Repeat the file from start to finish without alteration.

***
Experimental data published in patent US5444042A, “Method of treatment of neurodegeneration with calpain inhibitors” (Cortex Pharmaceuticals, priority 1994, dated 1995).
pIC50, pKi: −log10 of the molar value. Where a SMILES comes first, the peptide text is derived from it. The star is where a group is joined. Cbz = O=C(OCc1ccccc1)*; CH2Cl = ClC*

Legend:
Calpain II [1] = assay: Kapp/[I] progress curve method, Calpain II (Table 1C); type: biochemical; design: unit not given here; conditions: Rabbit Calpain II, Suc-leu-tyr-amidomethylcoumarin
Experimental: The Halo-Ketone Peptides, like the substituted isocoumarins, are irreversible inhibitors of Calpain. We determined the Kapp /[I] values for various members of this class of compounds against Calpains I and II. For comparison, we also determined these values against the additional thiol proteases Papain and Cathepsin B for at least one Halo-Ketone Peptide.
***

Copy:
Experimental data published in patent US5444042A, “Method of treatment of neurodegeneration with calpain inhibitors” (Cortex Pharmaceuticals, priority 1994, dated 1995).
pIC50, pKi: −log10 of the molar value. Where a SMILES comes first, the peptide text is derived from it. The star is where a group is joined. Cbz = O=C(OCc1ccccc1)*; CH2Cl = ClC*

Legend:
Calpain II [1] = assay: Kapp/[I] progress curve method, Calpain II (Table 1C); type: biochemical; design: unit not given here; conditions: Rabbit Calpain II, Suc-leu-tyr-amidomethylcoumarin
Experimental: The Halo-Ketone Peptides, like the substituted isocoumarins, are irreversible inhibitors of Calpain. We determined the Kapp /[I] values for various members of this class of compounds against Calpains I and II. For comparison, we also determined these values against the additional thiol proteases Papain and Cathepsin B for at least one Halo-Ketone Peptide.